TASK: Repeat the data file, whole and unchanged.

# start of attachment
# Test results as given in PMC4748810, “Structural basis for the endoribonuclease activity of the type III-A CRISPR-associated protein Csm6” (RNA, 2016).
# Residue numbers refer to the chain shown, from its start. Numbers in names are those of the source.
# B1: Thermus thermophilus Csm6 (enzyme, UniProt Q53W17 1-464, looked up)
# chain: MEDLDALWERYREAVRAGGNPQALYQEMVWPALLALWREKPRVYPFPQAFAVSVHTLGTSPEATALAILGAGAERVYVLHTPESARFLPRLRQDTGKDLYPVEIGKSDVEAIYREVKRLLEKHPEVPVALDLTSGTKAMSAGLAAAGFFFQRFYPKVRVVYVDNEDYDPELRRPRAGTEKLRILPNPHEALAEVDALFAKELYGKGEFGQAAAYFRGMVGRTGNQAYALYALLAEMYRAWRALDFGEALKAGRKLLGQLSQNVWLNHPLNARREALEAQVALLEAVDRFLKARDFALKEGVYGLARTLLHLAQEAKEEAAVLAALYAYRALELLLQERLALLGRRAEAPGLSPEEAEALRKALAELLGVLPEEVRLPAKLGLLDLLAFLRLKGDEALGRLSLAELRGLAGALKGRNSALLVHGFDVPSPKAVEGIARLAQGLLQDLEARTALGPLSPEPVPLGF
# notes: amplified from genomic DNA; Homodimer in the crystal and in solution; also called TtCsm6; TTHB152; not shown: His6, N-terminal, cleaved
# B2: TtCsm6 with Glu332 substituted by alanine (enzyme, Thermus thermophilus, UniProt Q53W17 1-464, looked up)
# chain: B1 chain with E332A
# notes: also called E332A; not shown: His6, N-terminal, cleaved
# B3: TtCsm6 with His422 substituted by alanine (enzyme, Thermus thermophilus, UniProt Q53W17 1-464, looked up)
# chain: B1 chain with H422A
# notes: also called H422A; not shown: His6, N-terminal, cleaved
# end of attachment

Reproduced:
# Test results as given in PMC4748810, “Structural basis for the endoribonuclease activity of the type III-A CRISPR-associated protein Csm6” (RNA, 2016).
# Residue numbers refer to the chain shown, from its start. Numbers in names are those of the source.
# B1: Thermus thermophilus Csm6 (enzyme, UniProt Q53W17 1-464, looked up)
# chain: MEDLDALWERYREAVRAGGNPQALYQEMVWPALLALWREKPRVYPFPQAFAVSVHTLGTSPEATALAILGAGAERVYVLHTPESARFLPRLRQDTGKDLYPVEIGKSDVEAIYREVKRLLEKHPEVPVALDLTSGTKAMSAGLAAAGFFFQRFYPKVRVVYVDNEDYDPELRRPRAGTEKLRILPNPHEALAEVDALFAKELYGKGEFGQAAAYFRGMVGRTGNQAYALYALLAEMYRAWRALDFGEALKAGRKLLGQLSQNVWLNHPLNARREALEAQVALLEAVDRFLKARDFALKEGVYGLARTLLHLAQEAKEEAAVLAALYAYRALELLLQERLALLGRRAEAPGLSPEEAEALRKALAELLGVLPEEVRLPAKLGLLDLLAFLRLKGDEALGRLSLAELRGLAGALKGRNSALLVHGFDVPSPKAVEGIARLAQGLLQDLEARTALGPLSPEPVPLGF
# notes: amplified from genomic DNA; Homodimer in the crystal and in solution; also called TtCsm6; TTHB152; not shown: His6, N-terminal, cleaved
# B2: TtCsm6 with Glu332 substituted by alanine (enzyme, Thermus thermophilus, UniProt Q53W17 1-464, looked up)
# chain: B1 chain with E332A
# notes: also called E332A; not shown: His6, N-terminal, cleaved
# B3: TtCsm6 with His422 substituted by alanine (enzyme, Thermus thermophilus, UniProt Q53W17 1-464, looked up)
# chain: B1 chain with H422A
# notes: also called H422A; not shown: His6, N-terminal, cleaved